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Huge, balloonlike features to be found in the near vicinity of the Milky way galaxy’s center

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A pair of radio-emitting bubbles that will tower hundreds of light-years above and below our galaxy, the milky way was discovered by an international team of astronomers.

The hour-glass shaped feature is most likely to be the result of a high-energy burst in the vicinity of the Milky way’s supermassive black hole a few million years ago, according to scientists.

“It’s the center of our galaxy, the milky way is relatively peaceful compared to other galaxies with active, central black holes,” said Ian Heywood of the University of Oxford and the lead author of an article appearing in the journal Nature.

“Yes, yes, the Milky way’s central black hole, may, from time to time, may be unusually active, flaring up as it periodically eats huge clumps of dust and gas,” he said in a statement. “It is possible that a similar feeding frenzy and triggered powerful eruptions that have blown up in this incredible position.

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A Radio image of the central parts of the milky way Galaxy. The plane of the milky way galaxy is marked by a series of bold features, exploded stars, and in regions where new stars are being born, and it runs horizontally across the image.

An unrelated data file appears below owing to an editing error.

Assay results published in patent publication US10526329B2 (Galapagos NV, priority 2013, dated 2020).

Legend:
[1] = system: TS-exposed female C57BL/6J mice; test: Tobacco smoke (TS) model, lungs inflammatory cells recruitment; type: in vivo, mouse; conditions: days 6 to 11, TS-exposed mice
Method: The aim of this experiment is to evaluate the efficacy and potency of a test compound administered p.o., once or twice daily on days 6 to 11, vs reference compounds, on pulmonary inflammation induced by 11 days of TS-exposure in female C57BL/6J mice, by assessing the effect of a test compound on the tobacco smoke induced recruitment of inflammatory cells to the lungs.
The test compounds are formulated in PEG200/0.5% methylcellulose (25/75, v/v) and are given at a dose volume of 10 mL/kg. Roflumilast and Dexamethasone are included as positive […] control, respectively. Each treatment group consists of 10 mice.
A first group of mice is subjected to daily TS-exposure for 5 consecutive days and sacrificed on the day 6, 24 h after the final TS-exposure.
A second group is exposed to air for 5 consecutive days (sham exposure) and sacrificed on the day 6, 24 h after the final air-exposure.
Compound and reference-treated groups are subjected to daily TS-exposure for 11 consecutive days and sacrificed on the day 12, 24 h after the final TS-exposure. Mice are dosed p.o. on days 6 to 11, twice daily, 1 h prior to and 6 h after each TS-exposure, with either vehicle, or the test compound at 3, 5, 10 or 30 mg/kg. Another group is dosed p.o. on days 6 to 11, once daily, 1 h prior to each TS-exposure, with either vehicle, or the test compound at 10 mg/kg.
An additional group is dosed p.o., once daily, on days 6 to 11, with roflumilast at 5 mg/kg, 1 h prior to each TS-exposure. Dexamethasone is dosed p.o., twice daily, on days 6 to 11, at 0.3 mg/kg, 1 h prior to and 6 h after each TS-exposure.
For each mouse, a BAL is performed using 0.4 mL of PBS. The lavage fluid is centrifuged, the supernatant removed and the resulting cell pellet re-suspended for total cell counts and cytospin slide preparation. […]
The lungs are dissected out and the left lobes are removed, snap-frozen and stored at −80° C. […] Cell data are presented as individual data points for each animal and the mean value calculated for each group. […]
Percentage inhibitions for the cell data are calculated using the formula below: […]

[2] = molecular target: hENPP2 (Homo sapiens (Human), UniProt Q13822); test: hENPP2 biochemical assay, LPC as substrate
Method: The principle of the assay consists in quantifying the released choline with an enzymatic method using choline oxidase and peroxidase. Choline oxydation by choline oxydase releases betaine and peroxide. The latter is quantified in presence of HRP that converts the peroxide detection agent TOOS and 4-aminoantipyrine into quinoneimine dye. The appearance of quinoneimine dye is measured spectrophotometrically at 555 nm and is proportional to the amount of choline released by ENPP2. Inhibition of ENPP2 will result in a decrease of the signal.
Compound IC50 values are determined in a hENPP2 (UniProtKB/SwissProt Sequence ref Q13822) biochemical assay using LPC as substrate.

(Oxford, SARAO)

Heywood and his colleagues have used the South-African Radio Astronomy Observatory (SARAO) MeerKAT-telescope, a map of a wide region in the center of the milky way — and even perform measurements in the wavelength range in the vicinity of 23 feet. In the treatment of the very similar features of the earlier bubbles, the researchers believe they have found evidence that they were formed by a violent eruption that quickly snapped up by the inter-stellar medium in the opposite direction.

The form and symmetry of which we have seen suggests very strongly that an amazing, powerful event happened a few million years ago, and was very close to our galaxy’s central black hole,” William Cotton, an astronomer with the National Radio Astronomy Observatory in Charlottesville, Va., and a co-author on the paper, said in a press release.

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“This outbreak was caused by large amounts of interstellar gas fall into the black hole, or a massive burst of star formation, which has sent shock waves careening through the center. This inflated the balloons at the hot, ionized gas near the galactic center, the noise and generate radio waves, which we were able to eventually detect it here on Earth,” Cotton said.

A Radio image of the center of the milky way Galaxy, part of the MeerKAT telescope-the array is in the foreground.
(Oxford, SARAO)

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